Enjoy ‘summer school’ with Vanderbilt Osher Lifelong Learningby Ann Marie Deer Owens May. 5, 2015, 2:34 PM
Registration is open for the summer classes offered by the Osher Lifelong Learning Institute at Vanderbilt, with topics that include Nashville’s musical heritage, healthy soul food and English country dancing, among others.
The non-credit classes, which are open to all those 50 and older, are scheduled June 1 through July 29 in a variety of locations, including Williamson County.
“The curriculum reflects the high academic standards espoused by Vanderbilt on all levels,” said Norma Clippard, program director. “In addition, our student body is a cohesive group that projects a true sense of community, always welcoming new members.”
“Exploring the Nashville Soundscape” will be taught by Robert Fry, senior lecturer in music history and literature at the Blair School of Music. The class meets June 1, 8 and 15 from 9:30 to 11:30 a.m. at the Scarritt Bennett Center. Students will enjoy an experiential approach to learning about Nashville’s music history, with a field trip planned June 17 to some of Nashville’s most famous musical landmarks.
“English Country Dancing,” geared toward those who want to dance the moves that writer Jane Austen loved, meets all five Tuesdays in June. Susan Kevra, senior lecturer in French and American studies in the College of Arts and Science, will lead the class, which meets from 3:30 to 4:45 p.m. in Vanderbilt’s Alumni Hall. “These relatively simple dances, danced in lines or circles with a partner, involve lovely symmetrical patterns put to elegant and playful fiddle music, with an emphasis on the social nature of dance,” Kevra said.
“African American Art History,” taught by Lealan N. Swanson, a retired professor of art history at Jackson State University, is scheduled June 3,4 and 5 from 9:30 to 11:30 a.m. at the Scarritt Bennett Center. Students will explore African American art in a historical context and take a guided tour of important collections held by Fisk University.
The Osher Steel Drum Band class is scheduled for six Sundays, starting June 14, from 1 to 2:30 p.m. at the Blair School of Music. Mat Britain, director of the Vanderbilt Steel Band Program, leads this hands-on class, which does not require prior musical experience. Participants will enjoy listening to as well as performing Caribbean music from artists such as Jimmy Buffett, Bob Marley and Harry Belafonte.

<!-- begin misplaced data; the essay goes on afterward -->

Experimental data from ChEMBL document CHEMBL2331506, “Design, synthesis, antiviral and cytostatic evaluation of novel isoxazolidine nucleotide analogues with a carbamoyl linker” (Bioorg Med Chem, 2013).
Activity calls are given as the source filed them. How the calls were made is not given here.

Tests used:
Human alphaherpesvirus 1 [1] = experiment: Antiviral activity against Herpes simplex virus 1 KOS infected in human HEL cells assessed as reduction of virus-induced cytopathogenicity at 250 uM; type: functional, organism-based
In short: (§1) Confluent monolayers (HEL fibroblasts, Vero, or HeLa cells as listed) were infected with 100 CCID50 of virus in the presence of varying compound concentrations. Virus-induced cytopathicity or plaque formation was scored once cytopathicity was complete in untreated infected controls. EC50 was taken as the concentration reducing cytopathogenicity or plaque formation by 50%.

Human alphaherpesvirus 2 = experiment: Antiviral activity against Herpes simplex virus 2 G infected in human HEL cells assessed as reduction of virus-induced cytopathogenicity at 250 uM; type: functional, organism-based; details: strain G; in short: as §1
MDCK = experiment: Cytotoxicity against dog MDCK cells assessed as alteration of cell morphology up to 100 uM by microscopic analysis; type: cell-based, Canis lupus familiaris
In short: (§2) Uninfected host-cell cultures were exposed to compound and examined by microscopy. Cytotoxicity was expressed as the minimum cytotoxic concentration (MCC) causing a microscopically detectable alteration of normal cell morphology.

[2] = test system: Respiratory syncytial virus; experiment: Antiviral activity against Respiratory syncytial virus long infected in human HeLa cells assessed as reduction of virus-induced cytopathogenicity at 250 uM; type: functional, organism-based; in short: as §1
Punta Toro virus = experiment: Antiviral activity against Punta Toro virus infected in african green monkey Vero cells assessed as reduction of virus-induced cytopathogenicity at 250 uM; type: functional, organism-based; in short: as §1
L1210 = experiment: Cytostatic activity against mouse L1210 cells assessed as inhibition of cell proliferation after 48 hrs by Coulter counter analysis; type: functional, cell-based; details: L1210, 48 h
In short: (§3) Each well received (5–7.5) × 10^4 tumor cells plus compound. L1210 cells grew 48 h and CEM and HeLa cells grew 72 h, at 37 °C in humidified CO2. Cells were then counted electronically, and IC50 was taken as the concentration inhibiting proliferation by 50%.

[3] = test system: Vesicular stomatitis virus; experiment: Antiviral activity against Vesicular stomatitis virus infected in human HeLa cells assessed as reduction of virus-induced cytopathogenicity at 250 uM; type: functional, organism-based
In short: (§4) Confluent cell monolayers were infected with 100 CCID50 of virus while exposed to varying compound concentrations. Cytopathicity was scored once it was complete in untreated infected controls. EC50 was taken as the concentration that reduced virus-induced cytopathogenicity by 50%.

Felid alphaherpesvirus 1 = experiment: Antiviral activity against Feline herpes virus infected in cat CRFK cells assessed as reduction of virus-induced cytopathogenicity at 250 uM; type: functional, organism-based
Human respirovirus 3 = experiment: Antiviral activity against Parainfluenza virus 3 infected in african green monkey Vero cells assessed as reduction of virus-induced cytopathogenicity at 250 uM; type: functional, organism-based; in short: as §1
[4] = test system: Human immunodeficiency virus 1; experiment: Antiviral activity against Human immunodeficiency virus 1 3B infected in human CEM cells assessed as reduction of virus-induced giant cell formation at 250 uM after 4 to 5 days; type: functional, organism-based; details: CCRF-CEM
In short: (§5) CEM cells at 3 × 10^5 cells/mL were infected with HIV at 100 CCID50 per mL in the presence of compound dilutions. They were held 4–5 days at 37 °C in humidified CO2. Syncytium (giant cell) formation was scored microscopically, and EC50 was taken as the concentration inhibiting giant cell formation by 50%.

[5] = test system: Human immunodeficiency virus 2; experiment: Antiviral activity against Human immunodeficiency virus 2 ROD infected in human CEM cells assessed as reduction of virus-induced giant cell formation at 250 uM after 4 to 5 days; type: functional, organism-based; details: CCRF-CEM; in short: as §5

“Genealogy: Adding DNA Testing,” will meet Tuesdays and Thursdays, June 16 through July 2, from 9:30 to 11:30 a.m. at the Scarritt Bennett Center. Class content is based on instructor Dave Dowell’s book NextGen Genealogy: The DNA Connection (2015). “We will explore answers to questions such as what is genetic genealogy, and how do we balance technological possibilities with human values?” said Dowell, who is a genetic genealogist and retired academic librarian.
Alice Randall, writer-in-residence in African American and Diaspora Studies, and her daughter, Caroline Randall Williams, will teach “Cooking with Soul Food Love,” their new cookbook, June 22-26. Participants will learn how to prepare tasty African American and Southern dishes with health-conscious recipes. The class will meet from 1:30 to 3:30 p.m. at the Stambaugh House faculty apartment, part of The Martha Rivers Ingram Commons at Vanderbilt.
“Design Through the Ages,” taught by John Bridges, will meet for five Wednesdays, starting June 24, from 9:30 to 11 a.m. at the Scarritt Bennett Center. Bridges, an author, historian and product designer, will explore the common thread that links significant designs throughout the ages. “In the final weeks of this class, we will show how previous design influences have affected our lives here in America,” Bridges said.
“Enriching Life: A Guide to Extraordinary Living” is based on the work of the late Marshall Rosenberg, a psychologist who founded The Center for Nonviolent Communication. The class, which meets for four Mondays starting June 29, will be led by trainer and facilitator Carlene Robinson, who will use the guide based on Rosenberg’s work. “We will explore some of the principles and key distinctions underlying the practices of nonviolent communication that accesses our compassionate nature,” Robinson said.
Mitchell Korn, adjunct professor of music and community at the Blair School of Music, will lead “Introduction to Symphony 101.” The class will meet for four Tuesdays in July from 9:30 to 11:30 a.m. at the Williamson County Library. “Focusing each class on the life, times, family and music of a different composer and symphony, I plan to engage my students in the ‘behind-the-scenes’ listening and historical gems that bring the music and composers alive,” Korn said.
To register online for any of the classes, visit the Osher Lifelong Learning Institute at Vanderbilt website. For more information, email Norma Clippard or call 615-322-5569.